Topic: The incongruity between western legal duties and Chinese cultural values in Hong Kong : rethinking how directors of small family companies could be more effectively regulated\

Presenter: Mr Angus Young - PhD Candidate, TC Beirne School of Law

This thesis argues that incongruities between the law of directors' duties in China (Hong Kong) and the values driving Chinese small business result in a gap in the effectiveness of director regulation in China (Hong Kong). Whilst the law obliges all company directors to be accountable for their decisions and actions, the Chinese value system suggests an entirely different approach for corporate governance; one based on Confucian doctrines. The difference is important because as it affects nearly half a million small family companies in Hong Kong.

Currently, the law of directors' duties in Hong Kong are primarily English, having changed little since their introduction during the era of colonial administration. The duties are fiduciary in nature with the resulting agency and trustee obligations. There is current debate in Hong Kong on the need to modernise these laws, primarily to encourage offshore institutional investment, and to focus on enhancing accountability and promoting greater transparency. Whilst appropriate for larger and publicly listed companies in Hong Kong, it is a poor regulatory fit for small Chinese family companies which continue to be influenced by Chinese value system Confucian doctrines rather than the English-based legal system requirement. The thesis explores how the Confucian approach to governance with its paternalistic order and relational obligations departs from the English model. The two forms of normative ordering within the one jurisdiction is legal pluralism, and it is argued that the regulation of corporate governance in Hong Kong should also be pluralistic. A model to achieve this is proposed.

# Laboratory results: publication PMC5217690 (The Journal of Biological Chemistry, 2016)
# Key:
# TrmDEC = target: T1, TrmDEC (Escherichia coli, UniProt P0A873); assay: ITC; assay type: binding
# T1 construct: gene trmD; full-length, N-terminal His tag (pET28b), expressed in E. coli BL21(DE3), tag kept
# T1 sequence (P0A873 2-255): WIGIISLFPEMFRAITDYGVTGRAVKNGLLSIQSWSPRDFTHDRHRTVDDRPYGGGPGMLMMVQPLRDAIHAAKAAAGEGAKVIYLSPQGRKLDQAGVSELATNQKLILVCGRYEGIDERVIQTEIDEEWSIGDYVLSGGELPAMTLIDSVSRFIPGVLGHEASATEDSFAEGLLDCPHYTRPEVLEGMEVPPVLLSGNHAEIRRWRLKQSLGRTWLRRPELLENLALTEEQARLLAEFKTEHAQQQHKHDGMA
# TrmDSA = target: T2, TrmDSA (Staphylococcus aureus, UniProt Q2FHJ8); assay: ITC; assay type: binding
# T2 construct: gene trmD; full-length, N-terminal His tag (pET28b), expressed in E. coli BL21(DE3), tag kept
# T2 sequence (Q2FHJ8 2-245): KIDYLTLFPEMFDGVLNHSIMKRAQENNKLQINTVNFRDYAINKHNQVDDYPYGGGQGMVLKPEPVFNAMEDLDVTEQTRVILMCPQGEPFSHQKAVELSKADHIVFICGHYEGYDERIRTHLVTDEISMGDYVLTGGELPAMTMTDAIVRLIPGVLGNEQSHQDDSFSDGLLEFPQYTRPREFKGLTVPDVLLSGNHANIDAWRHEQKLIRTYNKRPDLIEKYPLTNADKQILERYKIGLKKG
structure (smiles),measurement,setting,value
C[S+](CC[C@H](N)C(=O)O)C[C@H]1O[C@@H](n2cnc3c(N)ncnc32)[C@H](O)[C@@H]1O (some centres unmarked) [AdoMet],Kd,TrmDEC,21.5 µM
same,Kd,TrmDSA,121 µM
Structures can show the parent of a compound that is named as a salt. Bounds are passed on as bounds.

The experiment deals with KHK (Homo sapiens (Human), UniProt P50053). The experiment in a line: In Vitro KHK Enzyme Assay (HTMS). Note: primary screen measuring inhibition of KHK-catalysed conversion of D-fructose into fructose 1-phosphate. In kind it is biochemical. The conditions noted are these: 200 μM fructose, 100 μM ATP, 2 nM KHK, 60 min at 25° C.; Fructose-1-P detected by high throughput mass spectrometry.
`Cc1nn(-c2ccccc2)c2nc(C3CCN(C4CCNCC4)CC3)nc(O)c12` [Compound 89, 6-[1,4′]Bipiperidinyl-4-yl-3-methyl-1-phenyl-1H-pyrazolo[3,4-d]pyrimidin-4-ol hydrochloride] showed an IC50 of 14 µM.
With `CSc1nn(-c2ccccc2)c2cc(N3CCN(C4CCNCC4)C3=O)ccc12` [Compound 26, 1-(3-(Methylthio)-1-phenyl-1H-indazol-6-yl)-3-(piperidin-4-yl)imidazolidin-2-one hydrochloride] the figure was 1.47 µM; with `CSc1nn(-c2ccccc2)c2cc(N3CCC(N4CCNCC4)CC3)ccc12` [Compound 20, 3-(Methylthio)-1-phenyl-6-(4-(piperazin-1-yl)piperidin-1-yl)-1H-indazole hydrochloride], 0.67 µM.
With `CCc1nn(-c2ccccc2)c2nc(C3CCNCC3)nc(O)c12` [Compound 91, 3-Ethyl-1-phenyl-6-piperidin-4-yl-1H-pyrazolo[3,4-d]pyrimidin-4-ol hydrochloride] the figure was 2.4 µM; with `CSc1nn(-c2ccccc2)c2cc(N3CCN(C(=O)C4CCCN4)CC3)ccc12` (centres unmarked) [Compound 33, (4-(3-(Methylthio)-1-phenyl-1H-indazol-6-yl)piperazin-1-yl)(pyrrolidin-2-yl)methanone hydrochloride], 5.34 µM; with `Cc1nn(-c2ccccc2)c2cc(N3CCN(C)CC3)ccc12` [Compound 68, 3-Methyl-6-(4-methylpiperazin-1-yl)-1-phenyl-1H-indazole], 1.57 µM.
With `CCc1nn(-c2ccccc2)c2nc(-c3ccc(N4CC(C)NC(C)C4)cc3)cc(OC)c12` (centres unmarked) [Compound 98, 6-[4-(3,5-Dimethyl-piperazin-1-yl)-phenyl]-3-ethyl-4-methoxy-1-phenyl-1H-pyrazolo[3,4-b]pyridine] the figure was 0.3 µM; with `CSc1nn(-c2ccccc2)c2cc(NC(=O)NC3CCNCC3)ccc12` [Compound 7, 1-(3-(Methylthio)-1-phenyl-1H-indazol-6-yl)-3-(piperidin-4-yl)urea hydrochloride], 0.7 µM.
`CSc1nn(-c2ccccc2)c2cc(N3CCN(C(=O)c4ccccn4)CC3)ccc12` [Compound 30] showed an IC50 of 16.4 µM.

All welcome, no RSVP required.

Contact: Beth Williams, ph: 334 69350, email:

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